A related set of factors concerns the inflow and presence of immigrants into these countries and the impact this has on nationhood and nationalism. For our purposes, both the share of the foreign-born population and the net migration flows are indicative. Table 2 presents data from EU statistical sources.
From these data, it is clear that there are significant differences in the countries included here when it comes to the size and proportion the foreign-born population is of the entire population (numbers here include EU nationals), with Austria topping the list in total numbers, followed by Germany and Sweden. By contrast, Germany joins the Netherlands and Denmark with a low level of net migration, whereas Austria, Italy and Switzerland are clearly above the average EU level. Similar variations exist with regard to the rate of asylum applications. In this case, Germany and Sweden top the list, while Italy and Hungary are at the bottom. In both instances-that is, the share of foreigners and the rate of asylum applications-, the relationship between these rates and the electoral support for the radical right is unclear (see Table 1).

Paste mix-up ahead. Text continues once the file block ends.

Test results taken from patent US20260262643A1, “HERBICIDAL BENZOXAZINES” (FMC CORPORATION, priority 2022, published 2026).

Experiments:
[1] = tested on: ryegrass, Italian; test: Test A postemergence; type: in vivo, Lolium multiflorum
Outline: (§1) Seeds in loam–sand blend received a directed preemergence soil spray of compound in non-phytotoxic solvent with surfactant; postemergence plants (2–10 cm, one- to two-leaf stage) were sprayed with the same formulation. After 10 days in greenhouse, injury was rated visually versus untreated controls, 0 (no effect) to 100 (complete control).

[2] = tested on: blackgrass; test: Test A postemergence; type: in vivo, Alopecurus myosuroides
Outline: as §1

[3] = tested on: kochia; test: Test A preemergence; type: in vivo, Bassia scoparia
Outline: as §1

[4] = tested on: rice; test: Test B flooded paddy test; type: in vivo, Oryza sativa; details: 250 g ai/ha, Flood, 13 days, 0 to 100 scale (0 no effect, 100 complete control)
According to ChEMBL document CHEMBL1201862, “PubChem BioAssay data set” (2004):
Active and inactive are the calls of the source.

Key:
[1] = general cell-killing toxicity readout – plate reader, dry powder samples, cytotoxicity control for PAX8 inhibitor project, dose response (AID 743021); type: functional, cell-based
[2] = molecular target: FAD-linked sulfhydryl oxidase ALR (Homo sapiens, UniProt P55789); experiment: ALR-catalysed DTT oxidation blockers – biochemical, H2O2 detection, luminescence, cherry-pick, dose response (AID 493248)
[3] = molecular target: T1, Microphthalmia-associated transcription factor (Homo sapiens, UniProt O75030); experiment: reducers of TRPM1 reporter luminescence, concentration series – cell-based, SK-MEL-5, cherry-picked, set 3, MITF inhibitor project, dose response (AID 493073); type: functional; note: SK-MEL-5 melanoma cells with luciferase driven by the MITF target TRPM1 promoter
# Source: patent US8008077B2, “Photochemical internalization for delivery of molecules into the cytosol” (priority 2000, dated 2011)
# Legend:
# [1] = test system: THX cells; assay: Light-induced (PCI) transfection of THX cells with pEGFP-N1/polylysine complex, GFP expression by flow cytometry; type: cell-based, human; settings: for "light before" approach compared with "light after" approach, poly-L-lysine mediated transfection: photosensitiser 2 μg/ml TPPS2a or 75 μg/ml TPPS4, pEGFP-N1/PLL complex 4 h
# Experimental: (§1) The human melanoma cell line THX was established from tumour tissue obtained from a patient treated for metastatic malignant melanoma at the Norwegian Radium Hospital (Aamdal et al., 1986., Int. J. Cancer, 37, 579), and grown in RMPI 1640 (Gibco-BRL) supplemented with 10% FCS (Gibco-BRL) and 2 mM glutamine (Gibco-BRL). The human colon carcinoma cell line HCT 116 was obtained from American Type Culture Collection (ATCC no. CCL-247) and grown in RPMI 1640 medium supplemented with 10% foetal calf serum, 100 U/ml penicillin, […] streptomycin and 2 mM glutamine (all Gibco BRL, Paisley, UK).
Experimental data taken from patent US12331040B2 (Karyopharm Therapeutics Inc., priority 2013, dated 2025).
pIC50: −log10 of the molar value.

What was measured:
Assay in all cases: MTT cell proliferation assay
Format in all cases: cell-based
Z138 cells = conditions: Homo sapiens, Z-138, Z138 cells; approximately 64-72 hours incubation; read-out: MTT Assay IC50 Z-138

Table 2: Population data in selected European democracies
Sources: Münz 2006; Mudde 2007: 212.
In addition to immigration patterns, religious patterns have been identified as cultural constraints or opportunities for right-wing radical mobilization. On the one hand, part of the literature often refers to the constraining effect Catholicism had on the appeal of interwar fascism in European populations while-at least in the case of Germany-Protestant milieus were seen as more receptive (cf., e. g., Lipset 1963; Falter 1991). On the other hand, it has been argued that, during the interwar period, Catholic countries were more susceptible to fascist promises, with Germany being a notable exception (cf. Bruce 2003). Either way, the radical right’s use of cultural codes of “otherness” can be tied to the nexus between nation-building or national identity and the dominant religious traditions, and these interconnections should be tested for their implications for ideological and organizational variants of the radical right in each country. The role of religion acquires additional relevance through recent trends of religious pluralization and fragmentation, which can also feed into the radical right’s framing of “us” versus “them.” Table 3 shows the dominant religious traditions in selected European countries as well as some significant trends in cultural pluralism.
Table 3: Trends in religious composition (ca. 2000) and pluralism in selected European democracies (ca. 1980-2000) (in percent); average jump in pluralism value for EU-10 plus Switzerland (minus Hungary): 0.15